Quick Takes: Guns and School Safety

Public Schools Need to Hire Security Guards, Not Arm Educators

Tom Horne’s proposed plan to have educators hold on-campus firearms is counterintuitive to promoting safety — security officers with years of tactical training are the only personnel who should be allowed to wield handguns around children. Costs may be high, but hiring professionals who are trained to be level-headed during shooter situations is ultimately the best option to protect schools.

After 9/11, the nation proposed many different methods to stop future terrorist attacks. One of the most effective changes was the increased hiring of Federal Air Marshals (FAMs), who enforce from the air and rank among federal law enforcement officers with the highest in handgun accuracy. Though highly expensive (costing an estimated $3,000 per flight and $12 million per year), FAMs have been effective in decreasing terrorist attacks. According to the Heritage Foundation, a think-tank dedicated to the research and promotion of conservative public policy, FAMs have helped foil at least eight terrorist plots since 9/11.

Just as the federal budget was adjusted to accommodate more FAMs in 2001, states should adjust their budgets to meet the costs of hiring more school security officers. Armed officers at the scene instead of a phone call away could save numerous lives. Specific school safety grants, cost-sharing partnerships and the reallocation of state money could all assist in making more funds available for protection.

A police officer or ground-equivalent FAM is worth the extra cost over having an educator go through gun training. No budget or other monetary impediment should stand in the way of protecting the nation’s children.

— Cedric Eicher
Staff Writer

Arming School Faculty May Be Only Economically Feasible Option

The recent horrors in Newtown, Conn. may make certain school faculty members feel the need to not only carry pencils and binder paper to school, but fully loaded firearms as well. Although inconvenient to teachers and potentially alarming to students, arming staff may be the most efficient and economically feasible approach to ensuring a safe learning environment for kids.

While hiring trained security guards at each school would be ideal, state budgets are tight. The Washington Post averaged the yearly cost of supplying all public schools with a security guard at $2.5 billion dollars. Combine this with the Center on Budget and Policy Priorities report that Arizona will cut $183 million from K-12 spending this year, and it’s conclusive that training the teachers themselves would be a more realistic solution.

After 9/11, America took direct action against preventing armed threats with the Federal Flight Deck Officers program. Similar to equipping teachers, this allowed commercial airline pilots to become certified to carry guns on board planes. At a fraction of the cost of hiring security professionals, this program quickly addressed the looming safety threat and can easily be replicated by staff in public schools.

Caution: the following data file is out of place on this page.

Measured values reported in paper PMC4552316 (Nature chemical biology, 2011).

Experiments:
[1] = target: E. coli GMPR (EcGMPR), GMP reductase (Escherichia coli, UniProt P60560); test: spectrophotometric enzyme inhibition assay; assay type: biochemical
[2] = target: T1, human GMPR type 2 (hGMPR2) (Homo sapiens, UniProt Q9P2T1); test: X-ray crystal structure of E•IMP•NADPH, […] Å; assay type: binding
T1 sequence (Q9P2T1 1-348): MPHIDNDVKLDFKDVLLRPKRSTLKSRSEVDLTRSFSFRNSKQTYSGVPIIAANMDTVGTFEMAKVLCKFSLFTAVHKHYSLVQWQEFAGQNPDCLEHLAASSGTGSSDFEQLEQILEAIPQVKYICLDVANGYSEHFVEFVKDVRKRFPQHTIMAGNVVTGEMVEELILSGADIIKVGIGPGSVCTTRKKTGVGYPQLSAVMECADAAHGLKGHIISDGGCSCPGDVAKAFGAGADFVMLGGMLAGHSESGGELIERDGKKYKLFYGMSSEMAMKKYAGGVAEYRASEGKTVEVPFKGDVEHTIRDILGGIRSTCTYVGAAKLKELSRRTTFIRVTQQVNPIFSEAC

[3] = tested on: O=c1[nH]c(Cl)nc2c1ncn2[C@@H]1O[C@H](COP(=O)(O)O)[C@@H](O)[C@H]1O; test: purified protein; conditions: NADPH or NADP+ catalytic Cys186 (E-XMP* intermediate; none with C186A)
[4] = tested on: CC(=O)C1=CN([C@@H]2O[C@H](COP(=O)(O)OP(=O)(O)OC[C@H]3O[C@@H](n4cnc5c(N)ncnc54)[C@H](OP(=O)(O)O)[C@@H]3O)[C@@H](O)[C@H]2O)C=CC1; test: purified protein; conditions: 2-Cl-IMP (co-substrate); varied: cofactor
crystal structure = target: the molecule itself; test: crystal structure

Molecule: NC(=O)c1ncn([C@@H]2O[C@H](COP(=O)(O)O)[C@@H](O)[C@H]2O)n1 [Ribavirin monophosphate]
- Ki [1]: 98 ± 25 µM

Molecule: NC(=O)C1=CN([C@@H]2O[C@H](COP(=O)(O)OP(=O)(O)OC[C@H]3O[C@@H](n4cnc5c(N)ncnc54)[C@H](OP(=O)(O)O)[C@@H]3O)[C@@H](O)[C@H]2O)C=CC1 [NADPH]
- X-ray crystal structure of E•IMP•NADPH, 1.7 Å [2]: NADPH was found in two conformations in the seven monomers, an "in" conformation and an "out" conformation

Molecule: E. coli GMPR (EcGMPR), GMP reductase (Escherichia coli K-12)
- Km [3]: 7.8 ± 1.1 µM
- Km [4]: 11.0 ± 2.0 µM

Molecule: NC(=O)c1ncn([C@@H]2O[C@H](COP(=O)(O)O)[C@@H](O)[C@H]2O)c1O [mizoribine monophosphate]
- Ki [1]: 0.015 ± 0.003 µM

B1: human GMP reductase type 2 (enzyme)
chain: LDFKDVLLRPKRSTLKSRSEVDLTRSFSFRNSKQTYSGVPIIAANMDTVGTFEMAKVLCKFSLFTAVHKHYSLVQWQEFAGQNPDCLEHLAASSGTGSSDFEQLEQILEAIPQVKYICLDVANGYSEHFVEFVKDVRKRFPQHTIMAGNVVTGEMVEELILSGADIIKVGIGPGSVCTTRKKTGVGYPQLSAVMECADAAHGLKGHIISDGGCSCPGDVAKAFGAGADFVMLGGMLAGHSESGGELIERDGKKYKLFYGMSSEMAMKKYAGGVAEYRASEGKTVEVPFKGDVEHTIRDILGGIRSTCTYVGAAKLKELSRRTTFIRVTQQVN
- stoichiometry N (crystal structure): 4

There is no more hiding from such catastrophes because, frankly, school is no longer safe. Ensuring that teachers are prepared and armed to protect the children they teach 180 days a year is an important issue that needs to be addressed.

— Matthew Rosin
Staff Writer

Instead of More Guns, Support for the Mentally Ill Must Improve

The undeniable rise in mass shootings in the past couple decades has given the United States good reason to change its gun control policy, but creating a law that increases the presence of firearms in schools is not the proper way to approach the issue. The U.S. should change the counter-productive manner in which the media covers these tragedies as well as improve support for the mentally ill in the US, not depend on fantastical acts of heroism from school teachers.

A 2012 survey by Mother Jones, a nonprofit news organization, reports that of the 62 mass shootings since 1982, not one has been ended by an armed civilian. The argument for hiring more school resource officers in schools also falls apart given the presence of armed security during the Virginia Tech and Columbine massacres in 1999 and 2007, respectively. Moreover, both Mother Jones and a 2000 survey by the New York Times reported that at least half of shooting massacres are committed by the mentally ill, including paranoid schizophrenics and the suicidally depressed.

The problem is not how to confront a crazed shooter — who can legally obtain more than what is necessary to overpower an armed principal — but that these individuals require special attention that society does not sufficiently provide. A step in the right direction should not be to arm more people, but to increase access to mental health providers, oppose the social stigma against recommending and seeking help and to avoid sensationalized coverage of these incidents by the national media.

— Nico Hemsley
Staff Writer

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